Thursday, 8 January 2015

Dying Yarn with Food Dye

Happy New Year!

I hope you had a pleasant start to 2015 and haven't strayed too far from your resolutions (if you've made any).  My resolution for this year is to post here more frequently, we'll see how that goes. I'm really bad at motivating myself to write, also I have homework that gets in the way.

Today I wanted to share with you a project that I tried and I think turned out really well.  It's this dying technique I learnt about from watching a video by ChemKnits ( Link to the Breaking Delphinium Blue video here). I liked ChemKnits video's I think she's supper knowledgeable and I found them very relaxing to watch as I did homework. Its taking white yarn and dying it with food dye and the colours in the dye will break apart and create different colours throughout the yarn.  I fell in love with the colour food dye she was using so I went out and both the same one, Delphinium Blue is a really pretty colour and its made from blues and purples so it breaks when you dye it and I love the final result.

Here's my yarn 

So I got my yarn at a farmers market over the summer.  It a goat cheese farmer called Milkhouse Farm & Dairy  (their website here) but he also sold yarns and blankets.  He knew I was a knitter because "only knitters buy yarn in August, in 30 degree [Celsius] heat".  He wasn't wrong, it turns out that he was a crocheter so we had a nice chat.  So I got this 2 ply 100% sport weight wool and didn't do anything with it for the longest time.  I knew I wanted to dye it but didn't have any of the materials to do it.  Also it was the summer and I really didn't want to heat up my house more then necessary by boiling a bunch of water.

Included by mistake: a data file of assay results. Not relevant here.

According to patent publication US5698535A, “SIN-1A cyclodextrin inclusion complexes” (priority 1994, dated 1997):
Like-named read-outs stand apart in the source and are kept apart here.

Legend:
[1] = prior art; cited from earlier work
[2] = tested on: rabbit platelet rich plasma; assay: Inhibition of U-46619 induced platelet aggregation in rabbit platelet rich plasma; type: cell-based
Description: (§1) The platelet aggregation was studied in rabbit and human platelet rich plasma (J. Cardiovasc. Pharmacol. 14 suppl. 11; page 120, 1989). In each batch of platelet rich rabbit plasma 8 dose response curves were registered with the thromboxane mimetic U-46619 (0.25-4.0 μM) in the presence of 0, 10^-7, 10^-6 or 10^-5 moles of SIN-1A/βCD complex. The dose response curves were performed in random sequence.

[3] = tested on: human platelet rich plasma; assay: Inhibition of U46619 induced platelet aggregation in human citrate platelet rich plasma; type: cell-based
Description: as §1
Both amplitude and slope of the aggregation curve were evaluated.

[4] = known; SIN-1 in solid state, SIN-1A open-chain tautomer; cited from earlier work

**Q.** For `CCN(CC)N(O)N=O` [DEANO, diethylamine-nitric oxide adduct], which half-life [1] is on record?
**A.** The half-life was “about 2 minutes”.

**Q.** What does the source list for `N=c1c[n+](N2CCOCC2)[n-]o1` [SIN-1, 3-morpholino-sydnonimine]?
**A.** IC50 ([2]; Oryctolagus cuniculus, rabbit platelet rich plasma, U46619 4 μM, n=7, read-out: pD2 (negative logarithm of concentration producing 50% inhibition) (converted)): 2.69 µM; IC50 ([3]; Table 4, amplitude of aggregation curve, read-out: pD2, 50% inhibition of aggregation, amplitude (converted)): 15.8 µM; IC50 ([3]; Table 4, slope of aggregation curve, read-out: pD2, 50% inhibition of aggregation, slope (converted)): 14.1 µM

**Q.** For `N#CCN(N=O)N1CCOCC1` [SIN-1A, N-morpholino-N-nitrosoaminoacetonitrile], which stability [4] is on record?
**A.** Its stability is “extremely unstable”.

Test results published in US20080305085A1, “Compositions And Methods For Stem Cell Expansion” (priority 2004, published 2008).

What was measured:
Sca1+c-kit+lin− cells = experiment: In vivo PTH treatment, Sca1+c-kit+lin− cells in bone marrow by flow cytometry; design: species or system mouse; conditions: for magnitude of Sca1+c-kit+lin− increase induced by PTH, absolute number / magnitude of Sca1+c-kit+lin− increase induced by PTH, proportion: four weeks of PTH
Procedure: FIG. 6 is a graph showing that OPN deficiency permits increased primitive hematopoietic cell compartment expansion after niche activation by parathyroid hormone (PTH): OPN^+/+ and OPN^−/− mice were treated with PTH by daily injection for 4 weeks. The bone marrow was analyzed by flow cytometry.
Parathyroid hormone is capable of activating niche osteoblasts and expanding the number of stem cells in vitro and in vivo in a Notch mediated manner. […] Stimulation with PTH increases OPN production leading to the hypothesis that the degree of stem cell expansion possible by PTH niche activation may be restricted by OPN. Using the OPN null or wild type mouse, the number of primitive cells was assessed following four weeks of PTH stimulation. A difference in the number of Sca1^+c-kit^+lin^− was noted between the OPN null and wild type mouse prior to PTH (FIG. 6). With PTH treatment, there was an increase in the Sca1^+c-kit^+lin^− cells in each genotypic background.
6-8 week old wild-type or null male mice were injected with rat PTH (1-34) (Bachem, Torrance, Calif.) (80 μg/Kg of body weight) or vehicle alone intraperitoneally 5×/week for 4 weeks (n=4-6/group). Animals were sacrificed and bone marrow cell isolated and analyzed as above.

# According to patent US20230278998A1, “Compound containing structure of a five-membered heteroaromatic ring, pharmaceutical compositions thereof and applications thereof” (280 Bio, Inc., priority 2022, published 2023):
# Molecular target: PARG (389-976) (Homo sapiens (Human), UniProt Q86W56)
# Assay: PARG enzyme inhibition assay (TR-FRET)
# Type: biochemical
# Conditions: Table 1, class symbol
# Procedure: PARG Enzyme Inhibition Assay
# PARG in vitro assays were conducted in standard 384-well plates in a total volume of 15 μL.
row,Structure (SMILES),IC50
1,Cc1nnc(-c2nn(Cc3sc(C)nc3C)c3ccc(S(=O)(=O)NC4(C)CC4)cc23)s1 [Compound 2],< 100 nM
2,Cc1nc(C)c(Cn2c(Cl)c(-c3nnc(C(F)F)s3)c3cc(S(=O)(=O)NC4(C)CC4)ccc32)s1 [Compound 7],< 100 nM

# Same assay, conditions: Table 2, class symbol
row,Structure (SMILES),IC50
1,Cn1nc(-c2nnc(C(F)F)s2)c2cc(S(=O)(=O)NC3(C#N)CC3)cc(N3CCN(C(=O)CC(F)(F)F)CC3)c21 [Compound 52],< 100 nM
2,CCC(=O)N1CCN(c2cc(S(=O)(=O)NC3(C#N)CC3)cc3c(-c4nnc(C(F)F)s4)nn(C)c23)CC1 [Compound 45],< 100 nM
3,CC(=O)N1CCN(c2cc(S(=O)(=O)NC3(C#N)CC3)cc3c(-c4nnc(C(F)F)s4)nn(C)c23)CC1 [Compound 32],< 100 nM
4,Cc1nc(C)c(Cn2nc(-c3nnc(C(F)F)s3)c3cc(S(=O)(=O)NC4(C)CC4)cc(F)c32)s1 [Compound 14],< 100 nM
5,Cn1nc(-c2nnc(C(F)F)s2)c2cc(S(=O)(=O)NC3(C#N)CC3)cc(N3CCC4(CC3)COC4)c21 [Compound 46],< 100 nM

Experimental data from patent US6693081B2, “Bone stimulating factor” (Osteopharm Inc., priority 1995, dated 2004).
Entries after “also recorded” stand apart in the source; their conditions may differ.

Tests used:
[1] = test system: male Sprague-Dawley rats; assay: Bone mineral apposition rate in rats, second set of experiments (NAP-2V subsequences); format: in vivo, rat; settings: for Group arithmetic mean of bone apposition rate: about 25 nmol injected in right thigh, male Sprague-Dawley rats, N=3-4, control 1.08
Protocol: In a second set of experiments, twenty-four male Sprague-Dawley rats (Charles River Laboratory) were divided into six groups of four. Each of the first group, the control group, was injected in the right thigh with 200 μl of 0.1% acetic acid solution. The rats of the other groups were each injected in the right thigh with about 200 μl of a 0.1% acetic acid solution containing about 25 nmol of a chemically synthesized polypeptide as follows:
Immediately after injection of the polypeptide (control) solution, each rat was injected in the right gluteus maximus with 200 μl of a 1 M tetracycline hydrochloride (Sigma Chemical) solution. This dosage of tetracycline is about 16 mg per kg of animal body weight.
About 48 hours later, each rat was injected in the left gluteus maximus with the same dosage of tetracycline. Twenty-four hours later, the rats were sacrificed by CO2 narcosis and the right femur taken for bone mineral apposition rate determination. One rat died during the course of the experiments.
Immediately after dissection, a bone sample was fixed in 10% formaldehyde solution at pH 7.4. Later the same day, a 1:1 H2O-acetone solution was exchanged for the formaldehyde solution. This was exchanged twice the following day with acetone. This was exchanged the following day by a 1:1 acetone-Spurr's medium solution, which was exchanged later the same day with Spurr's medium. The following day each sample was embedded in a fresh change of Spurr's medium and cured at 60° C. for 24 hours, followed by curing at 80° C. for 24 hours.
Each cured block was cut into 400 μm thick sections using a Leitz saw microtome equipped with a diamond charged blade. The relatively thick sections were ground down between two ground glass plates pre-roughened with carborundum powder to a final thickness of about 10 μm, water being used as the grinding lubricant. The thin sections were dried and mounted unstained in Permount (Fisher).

So this is my experience of dying yarn with food coloring.

-One skein wool
-Food colouring paste (I got mine from Bulk Barn)
-Pot of water

I got a pot of water with some vinegar added in. It better to add to little than too much when it comes to the vinegar.   I probably could have added a little less vinegar but it still worked.  The vinegar is the acid that will help the dye bind to the yarn. I stirred in some of the dye until it was a really dark blue colour.  It was two big dalopes.  If you really want to keep your hands clean wear gloves but I didn't so my hands got a little dirty.  Which washed away about a day later.  

I brought it to a boil and lowered it to a slow simmer before adding the yarn in.  Some websites that I read while researching this method say to wet the water first and to wash it but I forgot...  So I just tossed the skein in dry. I made sure it was completely submerged and covered it as it simmered.  I checked on it every ten minutes until the water is clear.  I made sure I didn't mixed it to much to ensure it didn't felt during this process.

Me at the stove adding the yarn in

Once the water was clear, I recommend using a metal spoon when doing this so you can see the colour of the water better, I turned off the stove and let it cool down until I should pick it up with my hands.  I ran it under some water to make sure there wasn't any dye that wasn't absorbed into the yarn.  I hung the skein on a hanger and hung an other one off the bottom to make sure it it didn't curl up.  I put it my bathroom to dry so if it dripped it would just go down the drain.

I love how it looks!  The colours are so nice and photos don't quite capture it. I haven't picked any projects to use it in yet.  I have some other projects lined up for other people so I'll get to it eventually.  Maybe that will be part of my resolution for 2015.  Let me know what you think down below.

That is all for now,

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